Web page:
John Klump helped bring the Batvan to life
Not a lot of people know that John Klump had a hand in bringing one of the most mysterious Hollywood cars to life. The Misfit Garage painter was one of a few people who helped bring the Batvan to life. The Batman-themed van was designed by the late George Barris, famously known for creating the iconic Batmobile from the 1960s Batman TV series.
The Batvan came with a slick black body with bright orange-red trim. It featured bat wings soaring from each side, as well as a few real/fake weapons in tow.
The side-mounted machine gun is fake, as is the missile casing on top of the van. But the Batvan also came with a built-in flamethrower, and that’s very much real. As the story goes, the Batvan was never finished, and it wasn’t until decades later when it was discovered rusting in a field by a local classic car dealer who tapped Klump to help finish the van. According to Klump, the restoration took almost four years to complete.
Misfit Garage has been criticized for turning vintage cars into gassers
Part of Misfit Garage’s appeal as a TV show revolves around the cast’s ability to restore wrecks and give them new life in another form. But the show has also been criticized for trying to get too creative with some of its builds. Jennifer Borama of TV Overmind commented that one reason why Misfit Garage hasn’t elevated itself relative to some of its rival shows is the cast’s penchant for not giving certain classics the respect they deserve. “One of the worst, if not the absolute worst, episodes (sic) of this show was when one of the crew decided to chop up a ’57 Chevy to turn it into a gasser instead of a traditional hot rod,” Borama said. “There are sentiments that are automatically associated with certain cars, and the ’57 Chevy certainly deserved more respect than it was given.”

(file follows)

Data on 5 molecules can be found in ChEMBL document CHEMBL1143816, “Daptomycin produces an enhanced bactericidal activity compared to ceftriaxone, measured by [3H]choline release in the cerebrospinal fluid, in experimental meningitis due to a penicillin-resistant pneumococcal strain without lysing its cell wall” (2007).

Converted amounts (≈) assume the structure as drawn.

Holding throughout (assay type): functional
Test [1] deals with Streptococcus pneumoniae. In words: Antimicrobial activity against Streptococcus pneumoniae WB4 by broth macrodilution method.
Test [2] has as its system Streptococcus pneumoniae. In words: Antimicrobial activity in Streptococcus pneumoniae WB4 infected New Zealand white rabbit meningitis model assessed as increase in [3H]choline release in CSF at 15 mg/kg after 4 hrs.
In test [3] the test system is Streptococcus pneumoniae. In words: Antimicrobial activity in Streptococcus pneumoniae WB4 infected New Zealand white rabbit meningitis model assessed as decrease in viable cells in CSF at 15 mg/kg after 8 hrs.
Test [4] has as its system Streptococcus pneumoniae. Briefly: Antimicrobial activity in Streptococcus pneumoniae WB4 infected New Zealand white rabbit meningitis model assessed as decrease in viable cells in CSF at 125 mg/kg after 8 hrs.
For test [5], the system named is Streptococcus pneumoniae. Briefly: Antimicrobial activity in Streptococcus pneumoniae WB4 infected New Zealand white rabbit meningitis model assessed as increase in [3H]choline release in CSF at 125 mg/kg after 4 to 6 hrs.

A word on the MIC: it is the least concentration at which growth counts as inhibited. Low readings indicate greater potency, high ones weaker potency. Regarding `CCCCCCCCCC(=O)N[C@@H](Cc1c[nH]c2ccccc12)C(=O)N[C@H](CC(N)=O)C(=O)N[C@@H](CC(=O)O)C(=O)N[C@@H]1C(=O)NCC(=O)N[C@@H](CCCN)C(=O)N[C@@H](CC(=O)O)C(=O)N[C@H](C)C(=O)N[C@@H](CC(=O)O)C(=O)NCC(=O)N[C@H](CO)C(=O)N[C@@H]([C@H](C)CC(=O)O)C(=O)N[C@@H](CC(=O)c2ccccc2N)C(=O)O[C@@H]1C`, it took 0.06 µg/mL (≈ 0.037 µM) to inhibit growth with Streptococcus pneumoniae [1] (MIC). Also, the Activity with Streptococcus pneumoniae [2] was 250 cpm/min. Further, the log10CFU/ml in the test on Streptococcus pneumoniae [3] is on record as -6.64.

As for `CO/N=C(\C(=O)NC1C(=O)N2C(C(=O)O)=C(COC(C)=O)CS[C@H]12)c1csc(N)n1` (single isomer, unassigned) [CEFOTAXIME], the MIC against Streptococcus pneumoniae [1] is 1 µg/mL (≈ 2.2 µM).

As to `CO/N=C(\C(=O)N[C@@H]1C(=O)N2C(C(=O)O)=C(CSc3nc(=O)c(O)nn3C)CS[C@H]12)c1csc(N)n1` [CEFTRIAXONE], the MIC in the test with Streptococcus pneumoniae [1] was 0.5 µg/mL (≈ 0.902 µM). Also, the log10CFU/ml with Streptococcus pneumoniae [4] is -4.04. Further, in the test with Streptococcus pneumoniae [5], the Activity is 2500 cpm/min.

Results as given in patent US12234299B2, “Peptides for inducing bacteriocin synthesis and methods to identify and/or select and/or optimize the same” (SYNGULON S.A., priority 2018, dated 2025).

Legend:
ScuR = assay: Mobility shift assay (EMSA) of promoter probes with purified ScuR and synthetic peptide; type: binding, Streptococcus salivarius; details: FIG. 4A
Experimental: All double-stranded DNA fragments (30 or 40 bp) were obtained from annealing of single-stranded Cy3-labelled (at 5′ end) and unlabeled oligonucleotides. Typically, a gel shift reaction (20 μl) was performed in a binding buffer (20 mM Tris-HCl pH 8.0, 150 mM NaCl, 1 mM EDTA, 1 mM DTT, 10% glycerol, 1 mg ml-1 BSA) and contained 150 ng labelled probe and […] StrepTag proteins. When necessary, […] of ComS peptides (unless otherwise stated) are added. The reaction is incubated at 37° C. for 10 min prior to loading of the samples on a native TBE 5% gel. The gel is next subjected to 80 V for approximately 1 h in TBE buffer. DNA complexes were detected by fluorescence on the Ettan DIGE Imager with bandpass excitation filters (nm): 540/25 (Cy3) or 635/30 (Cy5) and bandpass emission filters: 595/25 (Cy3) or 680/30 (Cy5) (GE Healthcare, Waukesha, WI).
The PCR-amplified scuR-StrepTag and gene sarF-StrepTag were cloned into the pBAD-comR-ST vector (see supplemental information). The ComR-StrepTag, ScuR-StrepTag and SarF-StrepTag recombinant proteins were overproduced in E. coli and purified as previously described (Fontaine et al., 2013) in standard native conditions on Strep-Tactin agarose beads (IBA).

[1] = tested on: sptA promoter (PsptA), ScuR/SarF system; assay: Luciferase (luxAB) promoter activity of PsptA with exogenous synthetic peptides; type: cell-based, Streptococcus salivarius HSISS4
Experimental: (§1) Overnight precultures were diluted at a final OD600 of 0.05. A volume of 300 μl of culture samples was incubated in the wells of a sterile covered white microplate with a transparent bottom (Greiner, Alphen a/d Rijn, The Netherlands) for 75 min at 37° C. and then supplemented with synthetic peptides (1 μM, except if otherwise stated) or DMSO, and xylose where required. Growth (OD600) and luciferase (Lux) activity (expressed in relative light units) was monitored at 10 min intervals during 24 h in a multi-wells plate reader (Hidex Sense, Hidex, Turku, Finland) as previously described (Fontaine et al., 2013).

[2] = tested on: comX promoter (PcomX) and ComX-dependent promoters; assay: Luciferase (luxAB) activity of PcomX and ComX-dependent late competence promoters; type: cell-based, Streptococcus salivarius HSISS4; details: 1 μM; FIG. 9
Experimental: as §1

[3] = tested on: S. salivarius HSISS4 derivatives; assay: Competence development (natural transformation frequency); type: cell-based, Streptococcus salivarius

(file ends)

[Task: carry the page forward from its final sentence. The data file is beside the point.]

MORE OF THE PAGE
What happened to Misfit Garage?
There’s still no word on a seventh season of Misfit Garage. There had been speculation that a seventh season would start sometime in early 2020, but those rumors haven’t amounted to anything concrete. The show’s 13-episode sixth season debuted on May 2, 2018 on the Discovery Channel.
What happened to Jordan on Misfit Garage?
Jordan Butler, one of the founding fathers of Misfit Garage, quit the show during the fourth season over arguments regarding new partners and the possibility of moving to a new shop space. While some believed that his departure from the show was staged, the split from his former partners was reported to be more contentious than what was depicted on the show. Since leaving Misfit Garage, Butler has kept a rather low profile, admitting on a Facebook post that he doesn’t keep contact with the show’s members anymore.
What happened to Fired Up Garage?
Fired Up Garage is the shop that’s featured on the show Misfit Garage. It was founded by Tommy Smith and Jordan Butler, but the people that make up the shop has changed since its creation.
Who Really Owns Fired Up Garage?
Tom Smith and Jordan Butler, as well as Thomas Weeks and Scot McMillan were the original people behind Fired Up Garage, though Richard Rawlings, the man behind Gas Monkey garage, reportedly owns majority control of the garage.